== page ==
Should vendors be forced to give encrypted data to the government?

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More than one in three IT pros believe cloud providers should be forced to give government access to encrypted data, according to the latest research study from the Cloud Security Alliance and data protection providers Bitglass.

The research, which appears in a report entitled Mitigating Cloud Risks, surveyed 176 information security professionals and found US-based respondents were more likely to be opposed to government information (64%) than their EMEA counterparts (42%). 10% of respondents said they didn’t care either way.

In terms of how far cloud vendors should go, 43% argued that data which was readily available should be provided, 32% said that vendors should be forced to build capabilities to decrypt data specifically for law enforcement purposes, while 12% said vendors should be forced to use government-mandated encryption algorithms.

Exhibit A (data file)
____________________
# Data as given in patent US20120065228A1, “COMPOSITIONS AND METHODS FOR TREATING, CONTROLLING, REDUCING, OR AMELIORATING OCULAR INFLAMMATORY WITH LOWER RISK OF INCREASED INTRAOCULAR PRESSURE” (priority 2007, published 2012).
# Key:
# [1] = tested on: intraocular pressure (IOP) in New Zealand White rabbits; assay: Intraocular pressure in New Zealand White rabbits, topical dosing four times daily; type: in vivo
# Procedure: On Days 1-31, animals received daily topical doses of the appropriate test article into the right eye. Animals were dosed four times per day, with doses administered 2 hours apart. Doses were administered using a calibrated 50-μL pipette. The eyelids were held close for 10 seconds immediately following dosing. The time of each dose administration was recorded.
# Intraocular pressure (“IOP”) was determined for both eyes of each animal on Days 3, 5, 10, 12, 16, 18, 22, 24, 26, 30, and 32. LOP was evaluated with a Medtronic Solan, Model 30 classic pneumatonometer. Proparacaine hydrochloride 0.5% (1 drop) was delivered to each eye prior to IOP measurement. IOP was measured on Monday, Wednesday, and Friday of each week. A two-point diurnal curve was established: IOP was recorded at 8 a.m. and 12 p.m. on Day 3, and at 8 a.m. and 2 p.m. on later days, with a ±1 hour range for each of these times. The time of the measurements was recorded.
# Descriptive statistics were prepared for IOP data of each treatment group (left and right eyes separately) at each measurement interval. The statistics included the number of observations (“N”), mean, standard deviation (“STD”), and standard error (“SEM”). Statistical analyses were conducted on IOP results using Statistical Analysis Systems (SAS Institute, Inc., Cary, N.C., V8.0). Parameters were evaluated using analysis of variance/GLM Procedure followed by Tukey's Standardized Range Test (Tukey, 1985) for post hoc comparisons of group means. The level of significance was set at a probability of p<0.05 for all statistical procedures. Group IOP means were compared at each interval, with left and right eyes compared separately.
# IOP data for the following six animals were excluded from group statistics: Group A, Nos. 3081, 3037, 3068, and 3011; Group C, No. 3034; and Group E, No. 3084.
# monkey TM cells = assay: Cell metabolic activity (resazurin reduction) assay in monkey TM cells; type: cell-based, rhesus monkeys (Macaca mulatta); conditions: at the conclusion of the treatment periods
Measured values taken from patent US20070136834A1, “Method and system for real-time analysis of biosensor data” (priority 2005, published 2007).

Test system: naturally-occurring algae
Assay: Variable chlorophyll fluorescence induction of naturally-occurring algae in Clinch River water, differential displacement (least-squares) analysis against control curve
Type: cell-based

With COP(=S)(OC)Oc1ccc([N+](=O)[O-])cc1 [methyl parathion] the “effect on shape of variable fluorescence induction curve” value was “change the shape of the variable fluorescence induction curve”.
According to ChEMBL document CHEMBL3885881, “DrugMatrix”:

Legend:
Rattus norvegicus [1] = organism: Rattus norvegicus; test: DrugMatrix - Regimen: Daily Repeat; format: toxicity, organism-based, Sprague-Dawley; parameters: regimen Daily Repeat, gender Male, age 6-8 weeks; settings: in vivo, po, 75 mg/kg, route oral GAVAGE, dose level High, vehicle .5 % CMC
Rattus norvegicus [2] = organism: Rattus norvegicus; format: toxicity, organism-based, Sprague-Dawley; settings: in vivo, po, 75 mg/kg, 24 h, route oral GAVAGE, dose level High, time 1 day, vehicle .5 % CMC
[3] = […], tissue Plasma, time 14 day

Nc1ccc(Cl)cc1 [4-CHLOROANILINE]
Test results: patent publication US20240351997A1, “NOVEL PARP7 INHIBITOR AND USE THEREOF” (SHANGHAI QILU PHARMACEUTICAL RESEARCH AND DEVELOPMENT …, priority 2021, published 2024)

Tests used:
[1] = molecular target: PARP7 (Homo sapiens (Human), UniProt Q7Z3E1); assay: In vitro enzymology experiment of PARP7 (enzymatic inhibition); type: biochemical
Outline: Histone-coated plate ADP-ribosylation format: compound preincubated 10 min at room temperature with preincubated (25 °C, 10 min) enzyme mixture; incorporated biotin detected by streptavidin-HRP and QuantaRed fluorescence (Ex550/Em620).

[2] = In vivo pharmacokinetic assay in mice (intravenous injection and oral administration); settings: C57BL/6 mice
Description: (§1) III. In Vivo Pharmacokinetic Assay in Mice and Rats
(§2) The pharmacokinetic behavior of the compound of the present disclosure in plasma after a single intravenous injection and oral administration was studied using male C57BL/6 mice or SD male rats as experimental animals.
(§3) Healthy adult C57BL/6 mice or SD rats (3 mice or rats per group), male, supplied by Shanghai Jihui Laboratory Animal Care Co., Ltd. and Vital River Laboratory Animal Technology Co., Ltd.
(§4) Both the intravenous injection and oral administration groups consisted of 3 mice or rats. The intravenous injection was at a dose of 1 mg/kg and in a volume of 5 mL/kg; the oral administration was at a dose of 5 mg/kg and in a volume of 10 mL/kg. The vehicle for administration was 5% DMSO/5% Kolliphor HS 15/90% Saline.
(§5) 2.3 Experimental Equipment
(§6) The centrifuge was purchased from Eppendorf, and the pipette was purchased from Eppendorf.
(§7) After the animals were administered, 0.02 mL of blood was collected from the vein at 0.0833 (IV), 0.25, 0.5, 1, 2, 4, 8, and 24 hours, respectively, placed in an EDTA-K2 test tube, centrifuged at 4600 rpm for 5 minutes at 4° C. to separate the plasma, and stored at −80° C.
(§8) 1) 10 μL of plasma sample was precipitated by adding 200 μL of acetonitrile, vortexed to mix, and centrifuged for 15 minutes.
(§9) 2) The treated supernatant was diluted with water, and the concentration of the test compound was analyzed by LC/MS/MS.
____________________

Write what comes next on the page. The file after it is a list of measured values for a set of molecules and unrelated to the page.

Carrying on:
The research also examined more general enterprise cloud security trends. 59% of organisations have reported cloud security incidents around unwanted external sharing, while 47% had incidents involving access from unauthorised devices, the report notes. Similarly, shadow IT remains an issue; 62% of those polled had written policies discouraging the use of unsanctioned apps, but the numbers outright blocking apps (38%) or using a proxy to redirect users (29%) is lower.

“While hotly contested issues like government intervention remain open, several years of experiences with major public cloud apps has demonstrated that the cloud can be more secure than on-premises applications,” said Nat Kausik, CEO of Bitglass in a statement. “The primary open concern is whether enterprises can put policies and controls in place to use the cloud securely.”

Previous research from Bitglass also examined potential security worries; in June the company warned of ‘MDM mayhem’, arguing through its research that a number of privacy issues occurred, from seeing employees’ personal email inboxes, to social accounts and banking details.

You can read more about the report here.

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